First Year as a Hub: Welcoming the We Resolve Hub from St. Paul, Minnesota
by Damon Drake of We Resolve
Editor’s Note: Over the last two years, we started to train families and community groups from around the country all online due to the pandemic. Despite COVID keeping us apart, the need for this work became even more urgent and now there is a new generation of hubs that started during the pandemic. WIth that said, we want to introduce the amazing folks at the We Resolve hub in St. Paul, Minnesota and hear from them how their first year was.
We Resolve is Minnesota’s first participatory defense hub. Our goal is to tip the scales towards community healing and away from discriminatory punishment. We Resolve started our first weekly meetings September 25, 2020. Due to the pandemic, we received all of our training online. Although we started our first meetings at a public park, almost all of our meetings since then have been over zoom.
Within our first three months, we stood with a young man who was facing 15 years in prison. After standing with his family as they went through the process, the young man was released and that was our first time standing with a family as we experienced time saved. Because of prior convictions, if he didn’t win, he would have to serve 15 years in prison and also be labeled as a violent career criminal. We started to think that this label is almost as damaging as the time itself. The label lasts long after the time has been served. It lasts in the hearts and minds of the individual, his family and his community. It is burdensome and prevents him from obtaining employment, housing and education. Because of this, we have started to collect not only the time that has been saved but also the labels that have been avoided. In our first year, we have stood with families and helped to avoid 33.3 years of incarceration. By not incarcerating these individuals, our efforts have also helped taxpayers avoid paying $1,900,000 which would have gone to warehouse our loved ones.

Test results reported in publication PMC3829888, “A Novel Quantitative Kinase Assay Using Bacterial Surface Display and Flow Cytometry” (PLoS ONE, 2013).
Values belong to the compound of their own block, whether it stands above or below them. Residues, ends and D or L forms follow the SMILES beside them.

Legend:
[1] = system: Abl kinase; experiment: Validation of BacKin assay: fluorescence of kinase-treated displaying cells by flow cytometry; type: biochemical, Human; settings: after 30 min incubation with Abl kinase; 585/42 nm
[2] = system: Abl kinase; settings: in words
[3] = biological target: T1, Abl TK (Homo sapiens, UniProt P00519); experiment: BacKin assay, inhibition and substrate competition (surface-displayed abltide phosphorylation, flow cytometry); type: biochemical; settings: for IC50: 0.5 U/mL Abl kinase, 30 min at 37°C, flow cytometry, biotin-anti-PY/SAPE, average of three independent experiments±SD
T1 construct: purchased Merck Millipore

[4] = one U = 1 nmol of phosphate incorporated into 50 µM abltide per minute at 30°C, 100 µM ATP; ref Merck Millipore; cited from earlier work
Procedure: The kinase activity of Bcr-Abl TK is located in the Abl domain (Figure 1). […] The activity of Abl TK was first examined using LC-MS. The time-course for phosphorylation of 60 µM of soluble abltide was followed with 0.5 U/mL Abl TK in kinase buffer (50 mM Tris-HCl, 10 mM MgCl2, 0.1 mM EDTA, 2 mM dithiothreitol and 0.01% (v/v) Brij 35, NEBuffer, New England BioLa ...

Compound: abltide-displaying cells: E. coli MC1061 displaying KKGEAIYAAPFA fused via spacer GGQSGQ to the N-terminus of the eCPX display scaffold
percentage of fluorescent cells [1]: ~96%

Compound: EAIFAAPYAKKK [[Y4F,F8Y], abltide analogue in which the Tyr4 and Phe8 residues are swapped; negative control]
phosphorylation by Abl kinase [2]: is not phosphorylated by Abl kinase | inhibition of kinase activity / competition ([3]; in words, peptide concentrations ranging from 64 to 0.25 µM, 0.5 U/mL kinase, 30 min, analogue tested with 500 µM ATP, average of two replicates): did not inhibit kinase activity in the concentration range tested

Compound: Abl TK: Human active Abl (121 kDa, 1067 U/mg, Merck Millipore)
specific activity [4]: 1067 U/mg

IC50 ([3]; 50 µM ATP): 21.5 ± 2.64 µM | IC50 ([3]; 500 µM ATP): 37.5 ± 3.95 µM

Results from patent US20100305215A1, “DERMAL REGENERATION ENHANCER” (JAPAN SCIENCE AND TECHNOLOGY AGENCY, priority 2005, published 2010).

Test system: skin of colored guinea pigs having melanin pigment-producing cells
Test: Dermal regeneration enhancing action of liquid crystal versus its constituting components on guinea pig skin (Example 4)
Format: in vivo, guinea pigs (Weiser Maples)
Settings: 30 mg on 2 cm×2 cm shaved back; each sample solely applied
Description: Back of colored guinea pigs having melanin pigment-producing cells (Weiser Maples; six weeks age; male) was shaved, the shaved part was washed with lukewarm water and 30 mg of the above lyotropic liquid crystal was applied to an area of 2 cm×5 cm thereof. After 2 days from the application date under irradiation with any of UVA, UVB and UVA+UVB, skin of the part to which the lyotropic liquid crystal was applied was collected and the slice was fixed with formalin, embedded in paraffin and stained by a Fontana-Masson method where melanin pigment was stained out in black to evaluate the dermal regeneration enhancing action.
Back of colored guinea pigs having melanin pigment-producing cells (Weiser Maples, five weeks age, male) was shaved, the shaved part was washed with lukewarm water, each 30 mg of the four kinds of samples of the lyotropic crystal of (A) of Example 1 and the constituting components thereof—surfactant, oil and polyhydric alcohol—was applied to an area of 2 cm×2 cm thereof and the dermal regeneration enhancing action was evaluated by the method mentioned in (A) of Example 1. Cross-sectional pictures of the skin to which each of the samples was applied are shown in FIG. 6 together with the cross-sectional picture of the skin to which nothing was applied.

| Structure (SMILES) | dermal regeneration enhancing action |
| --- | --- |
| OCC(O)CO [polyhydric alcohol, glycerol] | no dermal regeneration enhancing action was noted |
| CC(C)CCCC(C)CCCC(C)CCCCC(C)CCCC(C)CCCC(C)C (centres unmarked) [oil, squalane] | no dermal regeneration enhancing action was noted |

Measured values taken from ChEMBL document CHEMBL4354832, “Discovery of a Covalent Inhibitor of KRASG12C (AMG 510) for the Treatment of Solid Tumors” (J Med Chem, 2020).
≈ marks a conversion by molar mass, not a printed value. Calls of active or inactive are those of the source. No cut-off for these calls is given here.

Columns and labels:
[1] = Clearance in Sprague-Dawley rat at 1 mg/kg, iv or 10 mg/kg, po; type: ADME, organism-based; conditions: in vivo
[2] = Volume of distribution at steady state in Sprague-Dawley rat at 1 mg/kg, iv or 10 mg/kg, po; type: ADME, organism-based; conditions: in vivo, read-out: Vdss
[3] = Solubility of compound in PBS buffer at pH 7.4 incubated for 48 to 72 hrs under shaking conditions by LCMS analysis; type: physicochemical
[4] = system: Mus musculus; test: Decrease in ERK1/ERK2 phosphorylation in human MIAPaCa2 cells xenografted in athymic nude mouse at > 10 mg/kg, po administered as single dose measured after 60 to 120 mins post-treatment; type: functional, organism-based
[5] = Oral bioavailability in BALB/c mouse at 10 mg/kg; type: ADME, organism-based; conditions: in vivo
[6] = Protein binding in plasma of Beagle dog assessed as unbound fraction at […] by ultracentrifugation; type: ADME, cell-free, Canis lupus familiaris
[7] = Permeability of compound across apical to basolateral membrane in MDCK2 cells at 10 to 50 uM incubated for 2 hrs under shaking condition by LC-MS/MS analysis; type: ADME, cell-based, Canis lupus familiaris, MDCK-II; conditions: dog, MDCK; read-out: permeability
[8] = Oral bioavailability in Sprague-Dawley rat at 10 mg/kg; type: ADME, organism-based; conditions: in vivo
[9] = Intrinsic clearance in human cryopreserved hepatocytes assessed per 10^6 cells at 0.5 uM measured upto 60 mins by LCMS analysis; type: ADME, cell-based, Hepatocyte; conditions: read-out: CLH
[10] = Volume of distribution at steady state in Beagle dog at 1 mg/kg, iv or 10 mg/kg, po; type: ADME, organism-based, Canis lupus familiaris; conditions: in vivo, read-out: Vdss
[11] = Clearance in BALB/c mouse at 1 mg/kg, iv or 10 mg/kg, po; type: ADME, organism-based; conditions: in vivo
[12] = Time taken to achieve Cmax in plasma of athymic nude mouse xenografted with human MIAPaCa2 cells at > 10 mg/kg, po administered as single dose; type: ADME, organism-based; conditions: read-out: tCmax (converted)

After the public execution of George Floyd, it put a spotlight on the racist criminal punishment system here in Minnesota. We have met with the public defender’s office, the county attorney’s office, and numerous community base groups and organizations. No matter the group, it has been unanimous that everyone believes that participatory defense is vitally needed and that communities participation in the systems is long overdue. The level of gratitude and appreciation that we receive from loved ones and community members cannot be measured. Our hope is that we empower our loved ones to be strong advocates for themselves as they maneuver through the system.
One of our toughest cases was with a young man by the name of Frederick. Fredericks mother attended our weekly meetings. We worked together to build a social bio packet for his sentencing hearing. The family worked with Nusaybah Drake, our social bio designer and the youngest member of our court team. A bond was quickly formed with Frederick’s niece Essence and Nusaybah. Essence wrote a letter to the judge talking about the close relationship that she had with her uncle. The judge was so moved by that letter that she read it at his sentencing hearing. The letter was so impactful, the whole courtroom was holding back tears. Through these efforts, these two young ladies have resolved to build and to be involved in the next generation of organizers that will stand to protect our people.